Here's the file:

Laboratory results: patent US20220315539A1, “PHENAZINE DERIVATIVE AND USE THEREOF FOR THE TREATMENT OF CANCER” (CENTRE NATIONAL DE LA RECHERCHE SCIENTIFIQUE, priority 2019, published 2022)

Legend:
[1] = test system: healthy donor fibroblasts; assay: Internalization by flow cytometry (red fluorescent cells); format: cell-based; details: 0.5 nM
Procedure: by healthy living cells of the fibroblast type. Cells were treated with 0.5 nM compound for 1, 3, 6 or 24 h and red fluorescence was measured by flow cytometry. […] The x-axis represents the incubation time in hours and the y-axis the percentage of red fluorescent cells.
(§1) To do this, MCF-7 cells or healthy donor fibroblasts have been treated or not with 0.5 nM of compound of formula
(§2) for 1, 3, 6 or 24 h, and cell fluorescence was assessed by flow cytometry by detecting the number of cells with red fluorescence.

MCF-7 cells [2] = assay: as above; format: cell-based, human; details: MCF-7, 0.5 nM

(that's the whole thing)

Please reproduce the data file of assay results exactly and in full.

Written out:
Laboratory results: patent US20220315539A1, “PHENAZINE DERIVATIVE AND USE THEREOF FOR THE TREATMENT OF CANCER” (CENTRE NATIONAL DE LA RECHERCHE SCIENTIFIQUE, priority 2019, published 2022)

Legend:
[1] = test system: healthy donor fibroblasts; assay: Internalization by flow cytometry (red fluorescent cells); format: cell-based; details: 0.5 nM
Procedure: by healthy living cells of the fibroblast type. Cells were treated with 0.5 nM compound for 1, 3, 6 or 24 h and red fluorescence was measured by flow cytometry. […] The x-axis represents the incubation time in hours and the y-axis the percentage of red fluorescent cells.
(§1) To do this, MCF-7 cells or healthy donor fibroblasts have been treated or not with 0.5 nM of compound of formula
(§2) for 1, 3, 6 or 24 h, and cell fluorescence was assessed by flow cytometry by detecting the number of cells with red fluorescence.

MCF-7 cells [2] = assay: as above; format: cell-based, human; details: MCF-7, 0.5 nM